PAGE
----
A growing number of Americans are setting up mini-refineries in their homes
to produce biodiesel, a fuel made from waste cooking oil which is cleaner and
cheaper than the petrol sold in gas stations.
The sky-high price of crude oil is scaring everyone.
Biodiesel has Hollywood backers like actress Julia Roberts and Morgan
Freeman, is sung about by country star Willie Nelson but also meets the
political correctness of the American right wing which has made the campaign
against imported oil a mantra.
"It's better for the engine, way better for the environment, it's cheaper,
but it depends how you price your labour," said Dan Goodman, an entrepreneur in
residence at the University of Maryland Business School who runs his Mercedes on
There are two ways to get on the biodiesel bandwagon, Goodman said. Either
you change the engine and just put in waste oil, which would not be strictly
legal in the United States, or you can modify the fuel into biodiesel, which is
legal and works in any diesel car.
Biodiesel plants are a boom industry in America, but thousands now make fuel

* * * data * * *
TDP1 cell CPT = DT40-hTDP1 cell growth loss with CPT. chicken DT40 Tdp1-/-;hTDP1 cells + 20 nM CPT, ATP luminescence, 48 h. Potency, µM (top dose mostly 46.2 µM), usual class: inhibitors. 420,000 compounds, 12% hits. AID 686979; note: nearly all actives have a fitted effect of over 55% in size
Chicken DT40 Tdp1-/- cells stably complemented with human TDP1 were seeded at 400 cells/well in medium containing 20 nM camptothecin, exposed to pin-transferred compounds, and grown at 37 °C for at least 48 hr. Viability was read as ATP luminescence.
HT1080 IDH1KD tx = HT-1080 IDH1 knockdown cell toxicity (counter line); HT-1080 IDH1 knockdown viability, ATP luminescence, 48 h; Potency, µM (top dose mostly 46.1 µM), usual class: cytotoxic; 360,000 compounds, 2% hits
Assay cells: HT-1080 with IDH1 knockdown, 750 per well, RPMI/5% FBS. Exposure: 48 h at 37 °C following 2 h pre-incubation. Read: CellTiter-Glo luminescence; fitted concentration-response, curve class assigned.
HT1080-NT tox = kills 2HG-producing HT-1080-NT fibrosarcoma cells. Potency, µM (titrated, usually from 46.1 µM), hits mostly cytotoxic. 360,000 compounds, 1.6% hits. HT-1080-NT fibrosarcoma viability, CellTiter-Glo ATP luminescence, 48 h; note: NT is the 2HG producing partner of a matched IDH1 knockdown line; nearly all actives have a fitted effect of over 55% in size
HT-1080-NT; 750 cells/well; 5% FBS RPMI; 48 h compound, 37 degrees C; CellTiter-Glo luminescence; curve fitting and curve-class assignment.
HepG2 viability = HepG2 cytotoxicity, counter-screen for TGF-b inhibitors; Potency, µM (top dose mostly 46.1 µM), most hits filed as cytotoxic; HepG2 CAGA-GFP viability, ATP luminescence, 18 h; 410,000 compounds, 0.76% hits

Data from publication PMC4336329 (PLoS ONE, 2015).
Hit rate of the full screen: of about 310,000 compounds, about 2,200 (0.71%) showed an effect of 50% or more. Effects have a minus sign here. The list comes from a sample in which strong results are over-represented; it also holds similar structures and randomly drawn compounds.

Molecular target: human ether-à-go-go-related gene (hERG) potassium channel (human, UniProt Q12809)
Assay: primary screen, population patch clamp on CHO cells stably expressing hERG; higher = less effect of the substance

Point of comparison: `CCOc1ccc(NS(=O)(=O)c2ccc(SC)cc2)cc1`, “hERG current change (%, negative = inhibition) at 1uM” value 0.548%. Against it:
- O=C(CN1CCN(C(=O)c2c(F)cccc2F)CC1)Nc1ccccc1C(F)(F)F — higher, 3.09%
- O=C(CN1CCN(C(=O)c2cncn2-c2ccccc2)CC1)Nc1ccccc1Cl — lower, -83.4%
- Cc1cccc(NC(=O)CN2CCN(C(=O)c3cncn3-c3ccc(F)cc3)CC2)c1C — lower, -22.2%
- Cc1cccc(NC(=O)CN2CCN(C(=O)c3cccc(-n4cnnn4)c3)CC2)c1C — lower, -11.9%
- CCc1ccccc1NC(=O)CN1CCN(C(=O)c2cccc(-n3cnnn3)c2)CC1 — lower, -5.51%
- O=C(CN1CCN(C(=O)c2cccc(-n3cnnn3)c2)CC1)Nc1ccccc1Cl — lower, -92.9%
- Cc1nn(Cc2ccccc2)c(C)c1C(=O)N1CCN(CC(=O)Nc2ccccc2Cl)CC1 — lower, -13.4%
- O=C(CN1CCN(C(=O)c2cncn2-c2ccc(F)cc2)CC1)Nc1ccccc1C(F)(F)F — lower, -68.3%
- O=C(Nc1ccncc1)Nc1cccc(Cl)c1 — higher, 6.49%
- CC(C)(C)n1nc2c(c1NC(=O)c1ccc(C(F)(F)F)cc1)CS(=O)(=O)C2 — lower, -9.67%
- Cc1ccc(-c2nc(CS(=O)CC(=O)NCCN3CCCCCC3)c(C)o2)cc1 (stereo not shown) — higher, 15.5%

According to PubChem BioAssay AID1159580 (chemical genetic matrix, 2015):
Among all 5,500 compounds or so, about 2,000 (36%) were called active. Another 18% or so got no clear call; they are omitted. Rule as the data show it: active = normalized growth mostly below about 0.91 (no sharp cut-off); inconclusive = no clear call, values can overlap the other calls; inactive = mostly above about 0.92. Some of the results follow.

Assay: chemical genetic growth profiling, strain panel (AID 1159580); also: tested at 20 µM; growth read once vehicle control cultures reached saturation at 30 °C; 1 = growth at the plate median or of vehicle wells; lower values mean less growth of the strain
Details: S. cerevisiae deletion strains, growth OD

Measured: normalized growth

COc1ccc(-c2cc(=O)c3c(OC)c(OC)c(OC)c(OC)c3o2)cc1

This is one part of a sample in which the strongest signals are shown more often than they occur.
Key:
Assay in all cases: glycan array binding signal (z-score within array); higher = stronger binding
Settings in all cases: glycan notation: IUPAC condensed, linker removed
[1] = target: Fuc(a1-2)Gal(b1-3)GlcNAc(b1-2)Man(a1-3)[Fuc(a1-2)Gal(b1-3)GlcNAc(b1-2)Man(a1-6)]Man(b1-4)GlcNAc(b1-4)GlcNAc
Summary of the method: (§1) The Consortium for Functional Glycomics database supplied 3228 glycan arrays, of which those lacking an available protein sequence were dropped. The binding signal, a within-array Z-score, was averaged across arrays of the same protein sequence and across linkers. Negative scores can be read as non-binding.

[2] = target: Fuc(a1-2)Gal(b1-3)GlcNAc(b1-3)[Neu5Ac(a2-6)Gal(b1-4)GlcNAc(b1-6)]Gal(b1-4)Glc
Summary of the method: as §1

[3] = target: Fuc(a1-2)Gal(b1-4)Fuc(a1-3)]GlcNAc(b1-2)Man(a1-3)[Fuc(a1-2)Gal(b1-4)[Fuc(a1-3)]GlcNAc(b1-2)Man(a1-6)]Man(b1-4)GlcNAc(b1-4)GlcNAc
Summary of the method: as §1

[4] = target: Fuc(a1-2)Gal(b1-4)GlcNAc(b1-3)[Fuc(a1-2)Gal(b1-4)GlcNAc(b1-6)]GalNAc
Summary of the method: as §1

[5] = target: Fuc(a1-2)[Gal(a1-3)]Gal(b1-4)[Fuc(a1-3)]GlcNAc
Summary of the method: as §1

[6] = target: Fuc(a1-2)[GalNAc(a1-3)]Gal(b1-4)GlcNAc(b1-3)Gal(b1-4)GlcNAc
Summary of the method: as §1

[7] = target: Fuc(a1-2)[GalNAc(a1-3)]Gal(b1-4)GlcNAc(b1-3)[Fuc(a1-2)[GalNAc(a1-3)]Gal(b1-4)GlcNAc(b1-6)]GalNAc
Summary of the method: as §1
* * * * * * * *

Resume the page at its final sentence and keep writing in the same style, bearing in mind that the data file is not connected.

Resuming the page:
in their garages from the oil left after frying french fries or scrounging
around restaurants and food factories.
"It's easy when you know how to do it," Goodman said, though he warned that
the process "can be hazardous," since it involves flammable products and caustic
vapours that require a well-ventilated production site.
"You filter the waste fried oil to remove the glycerol, the most sticky part,
and then replace it with an alcohol molecule (methanol) and lye (caustic soda),"
Goodman makes about 300 gallons (1,135 litres) of biodiesel a day on a farm
in Maryland, where his helper Matt Geiger twice a week brings huge jerricans of
the precious "yellow grease" he collects from restaurants in the towns of Olney
and College Park. The homemade fuel keeps 15 school buses running in the area,
Most biodiesel fans have organized into co-operatives
that make biofuel from soy oil instead of used cooking oil. The groups have been
growing over the past few years, but they still represent a minuscule part of
the US energy sector.